My second least favourite place to ride is in gridlock. I used to live on the North Shore, so when leaving work in the city, I'd have to ride up Kent St towards the Harbour Bridge. Most of the time, the traffic was two lanes of utter standstill, and it would be like that for long periods of time. With cars parked on either side of the street, it was a four laned parking lot. I hated it because there was little space between the cars, both those that had people in them and those that didn't. That meant trundling along at low speed, wobbling this way and that as I sought out the gaps between cars, buses, taxis, cars and so on. I am proud to say I never hit a wing mirror (although it took some pretty tricky hip work to do that).

Apart from being slow, I didn't like it because of the aggression from some of the drivers. They'd be frustrated at going nowhere, and they'd see me and some others ducking and weaving our way ahead of them. They just couldn't stand the idea of someone else getting in front of them, so they'd move their car to block a gap, or even open their door as you reached their car in order to take you out! Absolute bastards.

So we come to the happy places - back roads with little traffic. I've ridden up and down more backstreets than I care to count. Cyclists are like water in one respect - they'll always find the most efficient path through an obstacle. Once that path has been determined, that route will get a steady trickle of bikes all day - and a flood at certain hours. Lilyfield Road, which runs parallel to the City West Link (fast, heavy traffic) always seems to have at least a few bikes on it - it's wide, fast, open, the road surface is in good condition and thanks to the City West Link, it has few cars on it. The cars have their route, and we have ours, and never the twain shall meet. Everyone is happy. I call that route a "star", because it is fast and safe.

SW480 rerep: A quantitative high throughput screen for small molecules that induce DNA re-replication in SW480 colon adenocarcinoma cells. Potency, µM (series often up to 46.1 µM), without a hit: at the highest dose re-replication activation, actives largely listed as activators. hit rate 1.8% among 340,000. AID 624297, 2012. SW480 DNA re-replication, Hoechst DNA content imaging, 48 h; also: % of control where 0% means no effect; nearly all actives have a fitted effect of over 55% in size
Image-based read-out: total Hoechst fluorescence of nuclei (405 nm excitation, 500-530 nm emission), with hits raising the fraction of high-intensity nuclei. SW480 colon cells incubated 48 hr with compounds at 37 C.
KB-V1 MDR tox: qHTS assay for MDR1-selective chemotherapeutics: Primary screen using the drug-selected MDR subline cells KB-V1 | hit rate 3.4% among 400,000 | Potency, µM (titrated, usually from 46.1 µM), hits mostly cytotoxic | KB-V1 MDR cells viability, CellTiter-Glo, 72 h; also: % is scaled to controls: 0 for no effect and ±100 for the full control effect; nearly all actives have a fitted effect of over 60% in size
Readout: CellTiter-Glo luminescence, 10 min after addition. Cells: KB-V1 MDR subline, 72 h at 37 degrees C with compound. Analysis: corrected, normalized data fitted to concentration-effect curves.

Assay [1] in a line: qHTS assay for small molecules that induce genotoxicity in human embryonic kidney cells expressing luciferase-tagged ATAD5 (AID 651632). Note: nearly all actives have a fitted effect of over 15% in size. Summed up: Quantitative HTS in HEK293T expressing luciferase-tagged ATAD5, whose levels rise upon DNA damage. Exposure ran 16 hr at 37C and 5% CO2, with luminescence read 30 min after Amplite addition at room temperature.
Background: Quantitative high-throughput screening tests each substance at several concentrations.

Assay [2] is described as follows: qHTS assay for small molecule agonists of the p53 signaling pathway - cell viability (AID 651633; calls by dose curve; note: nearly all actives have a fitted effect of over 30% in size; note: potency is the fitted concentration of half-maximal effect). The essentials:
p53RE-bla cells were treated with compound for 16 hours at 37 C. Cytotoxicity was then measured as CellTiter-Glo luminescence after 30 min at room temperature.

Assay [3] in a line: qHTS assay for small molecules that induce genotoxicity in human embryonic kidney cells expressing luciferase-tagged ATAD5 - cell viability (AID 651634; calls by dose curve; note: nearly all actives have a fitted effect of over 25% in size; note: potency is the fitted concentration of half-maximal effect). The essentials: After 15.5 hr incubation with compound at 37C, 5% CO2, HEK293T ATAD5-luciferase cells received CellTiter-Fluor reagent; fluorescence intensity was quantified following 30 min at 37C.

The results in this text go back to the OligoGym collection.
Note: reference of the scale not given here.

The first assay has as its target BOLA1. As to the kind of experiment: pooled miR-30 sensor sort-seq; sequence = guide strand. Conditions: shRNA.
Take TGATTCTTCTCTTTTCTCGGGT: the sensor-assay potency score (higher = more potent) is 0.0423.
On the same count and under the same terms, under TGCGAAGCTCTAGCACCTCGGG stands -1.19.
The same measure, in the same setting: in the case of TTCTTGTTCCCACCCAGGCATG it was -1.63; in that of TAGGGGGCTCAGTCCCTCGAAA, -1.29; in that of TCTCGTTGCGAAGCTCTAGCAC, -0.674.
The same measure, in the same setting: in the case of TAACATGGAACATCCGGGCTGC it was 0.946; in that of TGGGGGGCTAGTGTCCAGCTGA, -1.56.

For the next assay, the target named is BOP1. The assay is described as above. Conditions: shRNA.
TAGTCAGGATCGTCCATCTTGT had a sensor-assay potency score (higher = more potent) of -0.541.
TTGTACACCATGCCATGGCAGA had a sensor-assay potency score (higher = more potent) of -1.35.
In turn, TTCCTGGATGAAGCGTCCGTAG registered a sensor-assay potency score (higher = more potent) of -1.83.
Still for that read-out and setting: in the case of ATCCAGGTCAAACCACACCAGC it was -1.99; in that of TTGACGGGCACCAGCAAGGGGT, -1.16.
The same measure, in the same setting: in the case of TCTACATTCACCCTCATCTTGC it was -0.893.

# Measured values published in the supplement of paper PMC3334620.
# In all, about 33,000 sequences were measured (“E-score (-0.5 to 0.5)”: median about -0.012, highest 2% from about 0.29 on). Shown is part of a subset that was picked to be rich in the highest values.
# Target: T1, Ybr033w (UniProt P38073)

Then we have the quiet, happy places - those with few cars, but not necessarily quick routes. These are the routes where you have to turn this way and that (losing speed and momentum with each corner), and stop on a regular basis at intersections. The road surface might be less than adequate, but they're just nice places to roll through. No stress, no mess, no fuss. Bikes and cars can co-exist in harmony in these places, because the cars are not moving quickly either (the things that slow bikes down slow cars down too), there are no many cars and there is plenty of room and opportunity for cars to overtake slower bikes.

When I plan my rides (as much as I plan them at all), I aim for a route that is 0% tombstone, as much star as possible and happy routes if all else fails. If you are driving, you are quite unlikely to see me, because I'll essentially be in a parallel universe. If you got in your car, we could leave from the same spot, and head for the same destination, but not see each other for the entire journey. If you do get stuck behind me on a busy road, it's not because I want to be there at all. You think I like having cars and trucks whizz past me a foot away from my hip? I'm not insane.

So next time motoring organisations make a fuss about money being spent on bike lanes, think about what I've written. You don't want me on your busy roads and I don't want to be there. The only answer is a bit of infrastructure at some bottlenecks. The alternative is more annoyance by those idiots at Critical Mass.